I happened upon an interesting meeting yesterday evening (28th) in London.
It was called something like "British Politics at the Cross Roads", and most of the speakers were advocating a broad left alliance whose main aim was to attract enough votes at the Euro Elections to shock the New Labour Government to the left. There were many excellent speakers including George Galloway, also the Gen Sec of the RMT and a shop steward of the FBU slagging off their leadership. Also an amazingly able young Asian woman (I suppose I am being patronising - sorry) who spoke most emphatically of the need for such an alliance and made one of the only two references to involving the Green Party (GP). However the style of their publicity and much of their speeches were Green, i.e. pro environment and anti Bush inter alia because of his attitude to Kyoto. It seemed to me that the movement (if that is what it is) is using the million strong anti war march, and the no-war end occupation movement as its jumping off point. Speakers claimed the great march was as much anti New Labour as pro peace. (I as a Quaker doubt that because I know there were many there whose motive was not generally anti Govt - only over the threat of war. But I could be mistaken in that assessment.)
There was much applause for tub thumping speeches by a leader of the unofficial postal strikers, the FBU one (promising they'd reject the current offer) and leader of the RMT who made good points about safety on London Underground - to my opinion. Again promising a strike, to wild applause.
The constant call was for unity but greater cheers were raised by calls for disunited action against Labour and official TU policies.
However George Galloway made a really brilliant, old fashioned heart-string pulling oration about the perfidy of New Labour - at times laying into his former Lab Party colleagues ("I look along the Labour benches and see a shudder looking for a spine to chill") but at other times appealing for them to come over to the new left.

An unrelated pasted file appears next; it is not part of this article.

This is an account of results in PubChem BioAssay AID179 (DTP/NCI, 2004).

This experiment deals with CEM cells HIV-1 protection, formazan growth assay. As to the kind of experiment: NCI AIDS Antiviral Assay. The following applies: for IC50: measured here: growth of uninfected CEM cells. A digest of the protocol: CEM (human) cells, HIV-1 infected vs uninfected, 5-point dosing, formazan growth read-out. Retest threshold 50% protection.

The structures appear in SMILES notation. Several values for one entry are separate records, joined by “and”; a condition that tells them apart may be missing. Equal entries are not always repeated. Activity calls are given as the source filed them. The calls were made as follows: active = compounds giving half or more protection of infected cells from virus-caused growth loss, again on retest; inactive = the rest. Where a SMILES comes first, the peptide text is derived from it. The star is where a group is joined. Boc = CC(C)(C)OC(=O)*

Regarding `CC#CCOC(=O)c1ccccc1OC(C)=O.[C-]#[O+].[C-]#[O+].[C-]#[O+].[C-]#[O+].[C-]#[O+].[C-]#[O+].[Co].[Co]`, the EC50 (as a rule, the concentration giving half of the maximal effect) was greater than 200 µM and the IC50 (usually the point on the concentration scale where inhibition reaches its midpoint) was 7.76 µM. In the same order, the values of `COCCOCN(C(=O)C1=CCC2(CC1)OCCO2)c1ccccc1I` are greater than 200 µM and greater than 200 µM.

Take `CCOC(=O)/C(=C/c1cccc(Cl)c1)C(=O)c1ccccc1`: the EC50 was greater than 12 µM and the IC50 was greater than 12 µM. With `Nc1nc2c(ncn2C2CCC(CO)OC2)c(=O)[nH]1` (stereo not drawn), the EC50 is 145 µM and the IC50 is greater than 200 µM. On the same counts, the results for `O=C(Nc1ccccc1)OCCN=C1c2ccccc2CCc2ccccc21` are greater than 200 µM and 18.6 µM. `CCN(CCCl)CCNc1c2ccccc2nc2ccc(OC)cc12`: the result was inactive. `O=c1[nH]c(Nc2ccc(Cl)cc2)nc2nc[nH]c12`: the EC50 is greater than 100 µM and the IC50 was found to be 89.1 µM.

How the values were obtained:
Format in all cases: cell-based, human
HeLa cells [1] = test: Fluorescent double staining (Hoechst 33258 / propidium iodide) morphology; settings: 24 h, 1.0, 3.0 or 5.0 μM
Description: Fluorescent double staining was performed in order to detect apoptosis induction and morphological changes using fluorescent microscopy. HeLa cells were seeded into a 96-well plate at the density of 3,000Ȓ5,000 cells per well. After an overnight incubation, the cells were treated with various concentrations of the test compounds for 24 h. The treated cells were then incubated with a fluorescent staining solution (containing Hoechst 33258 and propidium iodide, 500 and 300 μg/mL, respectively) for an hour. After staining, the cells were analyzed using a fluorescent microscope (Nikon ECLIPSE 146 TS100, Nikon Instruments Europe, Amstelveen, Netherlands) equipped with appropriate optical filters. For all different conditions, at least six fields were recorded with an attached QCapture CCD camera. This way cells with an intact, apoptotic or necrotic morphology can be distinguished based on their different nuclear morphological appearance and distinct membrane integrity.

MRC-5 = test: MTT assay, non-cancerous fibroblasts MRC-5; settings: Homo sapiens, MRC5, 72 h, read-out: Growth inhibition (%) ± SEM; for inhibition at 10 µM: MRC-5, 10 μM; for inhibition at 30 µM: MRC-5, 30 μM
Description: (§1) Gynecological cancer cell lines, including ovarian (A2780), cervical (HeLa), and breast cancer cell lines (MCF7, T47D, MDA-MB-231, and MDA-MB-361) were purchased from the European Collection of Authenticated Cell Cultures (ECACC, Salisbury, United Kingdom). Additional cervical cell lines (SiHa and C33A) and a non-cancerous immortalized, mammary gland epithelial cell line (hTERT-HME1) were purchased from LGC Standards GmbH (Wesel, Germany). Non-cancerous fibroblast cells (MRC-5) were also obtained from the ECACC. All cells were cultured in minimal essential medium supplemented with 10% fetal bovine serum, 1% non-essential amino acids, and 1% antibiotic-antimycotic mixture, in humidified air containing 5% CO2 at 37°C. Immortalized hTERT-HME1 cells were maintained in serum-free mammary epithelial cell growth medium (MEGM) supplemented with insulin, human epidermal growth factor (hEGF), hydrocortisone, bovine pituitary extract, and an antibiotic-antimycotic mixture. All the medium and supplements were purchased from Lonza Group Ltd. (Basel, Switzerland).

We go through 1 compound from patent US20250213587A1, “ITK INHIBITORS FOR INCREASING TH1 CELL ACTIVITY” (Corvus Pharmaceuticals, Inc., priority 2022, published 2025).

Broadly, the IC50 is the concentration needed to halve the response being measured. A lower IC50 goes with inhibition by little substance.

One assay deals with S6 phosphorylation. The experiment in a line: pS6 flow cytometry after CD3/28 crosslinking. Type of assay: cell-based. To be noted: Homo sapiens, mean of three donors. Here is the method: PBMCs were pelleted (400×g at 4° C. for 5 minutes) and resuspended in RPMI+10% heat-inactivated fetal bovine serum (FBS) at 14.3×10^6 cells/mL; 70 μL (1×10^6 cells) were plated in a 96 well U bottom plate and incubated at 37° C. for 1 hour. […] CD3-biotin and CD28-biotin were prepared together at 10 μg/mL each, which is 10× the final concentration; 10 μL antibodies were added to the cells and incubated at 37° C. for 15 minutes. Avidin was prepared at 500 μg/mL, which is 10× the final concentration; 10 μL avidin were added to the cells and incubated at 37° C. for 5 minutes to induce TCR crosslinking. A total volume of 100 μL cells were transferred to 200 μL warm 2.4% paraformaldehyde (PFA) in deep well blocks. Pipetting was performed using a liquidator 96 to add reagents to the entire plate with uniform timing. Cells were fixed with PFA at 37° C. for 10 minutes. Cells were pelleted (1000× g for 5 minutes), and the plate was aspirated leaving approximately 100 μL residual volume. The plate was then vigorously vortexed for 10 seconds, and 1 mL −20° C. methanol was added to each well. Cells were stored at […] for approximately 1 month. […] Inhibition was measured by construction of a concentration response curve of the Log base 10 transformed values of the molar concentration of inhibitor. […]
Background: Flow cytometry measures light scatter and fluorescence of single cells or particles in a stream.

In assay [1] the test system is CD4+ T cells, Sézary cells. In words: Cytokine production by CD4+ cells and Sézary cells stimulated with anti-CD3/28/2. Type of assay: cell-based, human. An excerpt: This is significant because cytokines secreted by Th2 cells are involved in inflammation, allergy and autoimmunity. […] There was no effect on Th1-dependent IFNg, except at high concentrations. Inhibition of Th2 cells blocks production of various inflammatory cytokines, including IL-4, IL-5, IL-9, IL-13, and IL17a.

I do not know if the Alliance has made overtures to the GP nationally - I know they have tried locally and would be interested to hear what was said to them.
My view for what it is worth is that though fine, stirring , and brave; the old left is an anachronism. I feel very sad saying that, both my fathers (my biological one and the one who brought me up) were of the extreme left and I agree with their concern about what is wrong with our present system. But their solutions will not come to fruition under a democracy, and I certainly think our democracy though flawed (one could say, polluted) is far preferable to any other. Within our time people have tried fascism, theocracy, and several variants of communism - none has worked for long (except perhaps Castro's?) .
It is easy enough to speechify about the faults, less so to live out solutions. (How many of us are truly deep green?)
I was also stirred by David Taylor's address to us on Tuesday evening. Just as visionary as that of the far left but far sounder and more deeply based. Also far better worked out in detail. The green party offers a real alternative - the old left have little to offer but theatricality and nostalgia.
I hope the GP does not throw in its lot with this new left coalition. I think the public is irritated by the left - right dichotomy. Most are apathetic. Many are environmentally aware (one could say the national curriculum is indoctrinating children with the GP line!) and its that which we need to tap into. NEW GREEN POLITICS - not old grey.
I would hope the GP had someone at yesterday's rally. In case not perhaps someone could pass this report to them. I must get on with my preparations - I am going to Palestine tomorrow.